But then the government started whittling down subsidies. It ended support for utility-scale projects above 5 MW in 2015, and by 2019, subsidies for projects of all sizes had been closed down. "That created shocks in the market," McCarlie said.

SNL Image

Questions over viability

After this market disruption, the U.K. solar industry is now on the comeback trail. McCarlie and Gareth Phillips, another partner at Pinsent Masons, are bullish on the prospects for unsubsidized solar development in the country, and see the business case boosted by significant cost reductions and improvements in technology.

"We've now got solar projects being set up in the darkest parts of Scotland, because of the more efficient panels," Phillips said. "That is making subsidy-free projects viable."

But while technology costs are declining, Paul Saugier, senior research analyst at think tank Aurora Energy Research Ltd., said that without subsidies, "solar on a standalone basis is not viable yet," adding that projects co-located with battery storage can make economic sense, as those sites are more cost-effective. Land can be used more efficiently, he argued, and the batteries can help boost returns at times of over- or undersupply of solar by either storing or dispatching the power.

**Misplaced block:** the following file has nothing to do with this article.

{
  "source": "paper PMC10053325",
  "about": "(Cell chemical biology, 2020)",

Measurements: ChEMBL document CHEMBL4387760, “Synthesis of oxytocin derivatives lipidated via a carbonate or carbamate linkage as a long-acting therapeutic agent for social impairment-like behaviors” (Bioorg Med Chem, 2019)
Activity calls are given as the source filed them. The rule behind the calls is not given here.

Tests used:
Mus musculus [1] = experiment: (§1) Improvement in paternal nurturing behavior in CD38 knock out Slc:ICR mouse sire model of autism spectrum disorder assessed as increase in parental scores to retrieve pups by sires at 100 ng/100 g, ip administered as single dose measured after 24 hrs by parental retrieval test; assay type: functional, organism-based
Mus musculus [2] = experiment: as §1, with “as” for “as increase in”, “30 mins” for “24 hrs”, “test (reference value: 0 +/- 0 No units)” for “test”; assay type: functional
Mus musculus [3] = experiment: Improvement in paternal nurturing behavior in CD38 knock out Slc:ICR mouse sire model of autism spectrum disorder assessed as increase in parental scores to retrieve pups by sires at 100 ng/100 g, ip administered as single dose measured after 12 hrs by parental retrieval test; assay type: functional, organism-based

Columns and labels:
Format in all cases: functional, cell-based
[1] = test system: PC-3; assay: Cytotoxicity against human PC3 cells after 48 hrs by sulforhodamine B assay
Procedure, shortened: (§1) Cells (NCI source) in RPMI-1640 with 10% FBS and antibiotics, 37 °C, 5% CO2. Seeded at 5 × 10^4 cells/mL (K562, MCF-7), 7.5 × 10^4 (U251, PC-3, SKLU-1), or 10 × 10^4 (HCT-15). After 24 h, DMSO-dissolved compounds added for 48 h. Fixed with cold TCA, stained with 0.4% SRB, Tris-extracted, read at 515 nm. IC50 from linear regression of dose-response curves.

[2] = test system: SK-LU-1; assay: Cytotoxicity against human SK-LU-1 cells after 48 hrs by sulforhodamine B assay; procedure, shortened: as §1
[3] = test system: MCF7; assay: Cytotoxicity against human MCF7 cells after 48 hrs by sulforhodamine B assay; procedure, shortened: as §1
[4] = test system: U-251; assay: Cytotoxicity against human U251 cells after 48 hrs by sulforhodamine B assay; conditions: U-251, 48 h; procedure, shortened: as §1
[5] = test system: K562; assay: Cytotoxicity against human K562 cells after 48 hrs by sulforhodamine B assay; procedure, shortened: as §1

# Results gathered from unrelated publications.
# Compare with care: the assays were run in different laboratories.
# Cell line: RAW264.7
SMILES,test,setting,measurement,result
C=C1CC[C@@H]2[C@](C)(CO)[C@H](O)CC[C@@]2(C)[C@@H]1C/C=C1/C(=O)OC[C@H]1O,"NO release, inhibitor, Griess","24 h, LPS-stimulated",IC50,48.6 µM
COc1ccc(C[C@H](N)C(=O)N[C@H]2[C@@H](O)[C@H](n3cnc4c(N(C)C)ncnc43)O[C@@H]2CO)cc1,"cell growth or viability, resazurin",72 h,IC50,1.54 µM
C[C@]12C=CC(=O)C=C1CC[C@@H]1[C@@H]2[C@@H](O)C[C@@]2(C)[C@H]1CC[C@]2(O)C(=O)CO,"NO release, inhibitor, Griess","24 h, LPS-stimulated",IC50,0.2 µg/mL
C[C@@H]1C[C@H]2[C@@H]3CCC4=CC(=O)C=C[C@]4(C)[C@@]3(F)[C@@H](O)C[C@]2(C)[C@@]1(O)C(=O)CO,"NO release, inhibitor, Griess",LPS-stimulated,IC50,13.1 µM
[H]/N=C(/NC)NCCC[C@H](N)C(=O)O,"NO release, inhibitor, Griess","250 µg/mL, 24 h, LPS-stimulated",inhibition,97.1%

For co-located projects, timing is important. Foresight Group, one of the U.K.'s largest renewables investors, is not yet invested in standalone subsidy-free solar projects in the U.K., and initially expects projects to be designed in a way that allows a battery connection in the future. "The battery would come later, since prices need to fall to make the case economical," said Ricardo Piñeiro, partner at Foresight Group LLP, in an email.